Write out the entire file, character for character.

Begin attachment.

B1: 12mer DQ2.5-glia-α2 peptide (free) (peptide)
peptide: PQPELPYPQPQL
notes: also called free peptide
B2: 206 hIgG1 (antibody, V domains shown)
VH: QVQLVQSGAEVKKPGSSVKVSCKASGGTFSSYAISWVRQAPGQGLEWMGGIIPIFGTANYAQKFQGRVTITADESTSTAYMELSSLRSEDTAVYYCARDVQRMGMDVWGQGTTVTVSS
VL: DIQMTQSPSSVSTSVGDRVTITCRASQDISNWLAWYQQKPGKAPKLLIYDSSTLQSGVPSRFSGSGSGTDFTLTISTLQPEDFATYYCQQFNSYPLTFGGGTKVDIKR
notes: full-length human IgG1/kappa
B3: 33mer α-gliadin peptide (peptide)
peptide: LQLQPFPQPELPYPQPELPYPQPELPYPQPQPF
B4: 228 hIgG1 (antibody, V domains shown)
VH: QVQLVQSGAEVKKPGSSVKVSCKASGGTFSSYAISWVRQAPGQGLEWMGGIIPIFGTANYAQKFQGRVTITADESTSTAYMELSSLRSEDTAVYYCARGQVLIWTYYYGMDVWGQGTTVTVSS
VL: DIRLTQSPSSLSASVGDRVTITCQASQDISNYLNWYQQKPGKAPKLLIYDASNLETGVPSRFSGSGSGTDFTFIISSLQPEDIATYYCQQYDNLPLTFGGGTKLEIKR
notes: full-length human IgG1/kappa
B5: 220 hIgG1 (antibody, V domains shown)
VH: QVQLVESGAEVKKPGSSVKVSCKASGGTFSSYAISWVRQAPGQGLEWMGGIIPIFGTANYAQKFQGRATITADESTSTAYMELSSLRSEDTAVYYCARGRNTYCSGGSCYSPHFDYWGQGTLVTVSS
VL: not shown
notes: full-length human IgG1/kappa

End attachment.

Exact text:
B1: 12mer DQ2.5-glia-α2 peptide (free) (peptide)
peptide: PQPELPYPQPQL
notes: also called free peptide
B2: 206 hIgG1 (antibody, V domains shown)
VH: QVQLVQSGAEVKKPGSSVKVSCKASGGTFSSYAISWVRQAPGQGLEWMGGIIPIFGTANYAQKFQGRVTITADESTSTAYMELSSLRSEDTAVYYCARDVQRMGMDVWGQGTTVTVSS
VL: DIQMTQSPSSVSTSVGDRVTITCRASQDISNWLAWYQQKPGKAPKLLIYDSSTLQSGVPSRFSGSGSGTDFTLTISTLQPEDFATYYCQQFNSYPLTFGGGTKVDIKR
notes: full-length human IgG1/kappa
B3: 33mer α-gliadin peptide (peptide)
peptide: LQLQPFPQPELPYPQPELPYPQPELPYPQPQPF
B4: 228 hIgG1 (antibody, V domains shown)
VH: QVQLVQSGAEVKKPGSSVKVSCKASGGTFSSYAISWVRQAPGQGLEWMGGIIPIFGTANYAQKFQGRVTITADESTSTAYMELSSLRSEDTAVYYCARGQVLIWTYYYGMDVWGQGTTVTVSS
VL: DIRLTQSPSSLSASVGDRVTITCQASQDISNYLNWYQQKPGKAPKLLIYDASNLETGVPSRFSGSGSGTDFTFIISSLQPEDIATYYCQQYDNLPLTFGGGTKLEIKR
notes: full-length human IgG1/kappa
B5: 220 hIgG1 (antibody, V domains shown)
VH: QVQLVESGAEVKKPGSSVKVSCKASGGTFSSYAISWVRQAPGQGLEWMGGIIPIFGTANYAQKFQGRATITADESTSTAYMELSSLRSEDTAVYYCARGRNTYCSGGSCYSPHFDYWGQGTLVTVSS
VL: not shown
notes: full-length human IgG1/kappa